“I think our members make a lot of granola,” she said, somewhat wryly.
All patrons, whether or not they are members, get 25 cents off for each container they bring in for bulk shopping. Containers are weighed when customers arrive and then weighed again after they’ve been filled. It’s not a money-maker, due to product spillage and the time required to restock the bins, but the option to reduce waste is important to many of the co-op’s members, says Allen-Cillis.
“Offering bulk is part of keeping our values in line (and) reducing our waste-producing carbon footprint,” she told The Spec from her office, which has a window view to the store’s bulk section. “Our goal is to bring in the availability of purchasing a Mason jar on-site if you don’t bring your own, so we can ultimately eliminate any sort of packaging in that area.”
The co-op also charges the price of a small coffee for anyone who brings their own mug, no matter the size.
Allowing customers to provide their own containers is gaining traction among major players, as well. Bulk Barn, which has nine stores in the Hamilton-Burlington area, began allowing reused containers at its stores nationwide in 2017.
President and CEO Jason Ofield, who took over the role from his father in January, said it took him years to convince his parents to implement the program. After some time in development, the first pilot project was in Toronto’s Liberty Village in September 2016.
The area is densely populated by condo-dwelling millennials, which Ofield, 34, thinks contributed to the immediate success of the program.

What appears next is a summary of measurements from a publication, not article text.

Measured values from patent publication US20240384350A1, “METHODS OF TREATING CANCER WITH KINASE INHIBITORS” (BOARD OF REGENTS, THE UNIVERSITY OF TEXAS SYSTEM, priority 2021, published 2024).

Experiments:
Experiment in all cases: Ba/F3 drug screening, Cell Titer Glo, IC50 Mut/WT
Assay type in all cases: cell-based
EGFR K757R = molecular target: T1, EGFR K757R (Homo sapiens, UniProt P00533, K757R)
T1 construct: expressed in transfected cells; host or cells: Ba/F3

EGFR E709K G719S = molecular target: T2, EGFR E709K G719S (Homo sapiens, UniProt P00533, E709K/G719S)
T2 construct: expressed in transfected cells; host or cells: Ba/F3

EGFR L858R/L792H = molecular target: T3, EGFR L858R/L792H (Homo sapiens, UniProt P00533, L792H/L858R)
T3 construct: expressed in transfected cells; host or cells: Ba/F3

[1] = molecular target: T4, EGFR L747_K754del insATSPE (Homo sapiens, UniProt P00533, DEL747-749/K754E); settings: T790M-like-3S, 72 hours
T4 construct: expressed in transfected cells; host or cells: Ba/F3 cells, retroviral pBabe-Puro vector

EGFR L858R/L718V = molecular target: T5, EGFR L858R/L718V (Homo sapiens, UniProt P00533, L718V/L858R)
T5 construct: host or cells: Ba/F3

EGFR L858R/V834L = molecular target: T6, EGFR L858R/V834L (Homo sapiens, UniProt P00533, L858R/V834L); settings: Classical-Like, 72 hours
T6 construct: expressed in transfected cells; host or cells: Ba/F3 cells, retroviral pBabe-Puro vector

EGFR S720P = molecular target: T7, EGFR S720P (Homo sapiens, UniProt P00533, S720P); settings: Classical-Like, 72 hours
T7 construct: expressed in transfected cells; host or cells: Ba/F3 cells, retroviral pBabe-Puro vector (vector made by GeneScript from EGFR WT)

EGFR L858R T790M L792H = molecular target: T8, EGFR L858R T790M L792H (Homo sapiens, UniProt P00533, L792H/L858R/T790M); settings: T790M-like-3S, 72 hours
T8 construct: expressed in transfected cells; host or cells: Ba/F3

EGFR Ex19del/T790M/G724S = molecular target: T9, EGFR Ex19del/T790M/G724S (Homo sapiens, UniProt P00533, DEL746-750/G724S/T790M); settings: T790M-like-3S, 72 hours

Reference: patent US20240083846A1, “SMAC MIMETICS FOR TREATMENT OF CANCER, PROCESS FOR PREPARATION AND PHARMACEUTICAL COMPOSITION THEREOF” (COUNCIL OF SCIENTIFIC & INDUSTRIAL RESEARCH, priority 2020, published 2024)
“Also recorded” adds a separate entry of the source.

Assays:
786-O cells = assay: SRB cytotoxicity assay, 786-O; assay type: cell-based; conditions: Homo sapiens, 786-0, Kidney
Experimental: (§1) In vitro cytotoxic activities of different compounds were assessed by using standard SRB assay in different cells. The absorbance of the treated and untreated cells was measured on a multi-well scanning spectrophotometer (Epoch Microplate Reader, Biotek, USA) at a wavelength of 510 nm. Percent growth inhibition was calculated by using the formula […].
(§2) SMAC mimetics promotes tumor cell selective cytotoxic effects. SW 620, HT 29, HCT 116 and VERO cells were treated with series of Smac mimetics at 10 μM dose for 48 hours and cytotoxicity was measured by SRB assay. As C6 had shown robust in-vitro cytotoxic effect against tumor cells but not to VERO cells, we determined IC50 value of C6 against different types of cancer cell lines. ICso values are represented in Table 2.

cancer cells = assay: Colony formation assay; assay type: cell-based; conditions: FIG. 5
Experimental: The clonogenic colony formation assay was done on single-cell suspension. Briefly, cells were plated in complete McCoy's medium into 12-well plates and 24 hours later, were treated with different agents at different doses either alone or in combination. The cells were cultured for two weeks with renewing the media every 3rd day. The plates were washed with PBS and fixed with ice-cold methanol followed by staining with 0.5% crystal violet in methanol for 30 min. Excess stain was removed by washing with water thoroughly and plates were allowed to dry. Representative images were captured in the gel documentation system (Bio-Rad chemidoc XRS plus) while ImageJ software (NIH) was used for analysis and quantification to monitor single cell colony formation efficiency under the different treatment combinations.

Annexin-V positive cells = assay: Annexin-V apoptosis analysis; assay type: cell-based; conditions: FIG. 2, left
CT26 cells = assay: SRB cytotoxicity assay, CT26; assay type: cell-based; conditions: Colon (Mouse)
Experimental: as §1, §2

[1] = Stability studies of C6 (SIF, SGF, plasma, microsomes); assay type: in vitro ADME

“I believe our generation is more cognizant of the challenges facing society today,” he said, noting the company went forward with the program because it had an opportunity to be socially responsible, not because there’s a particularly strong business case.
The money Bulk Barn saves on bags is balanced out by what it had to spend on designing the program and training staff, he said. “The analysis we’ve done (shows) it’s a wash.”
Some other chains are also starting to move toward waste reduction. A&W uses reusable french-fry baskets and mugs for customers who eat in-store, and McDonald’s recently announced plans to recycle food packaging in all of its restaurants worldwide by 2025. Here in Ontario, the Beer Store has long been a leader in waste diversion. All of its products come in recyclable packaging, and it boasts a 96 per cent recovery rate on beer bottles thanks to its deposit return program.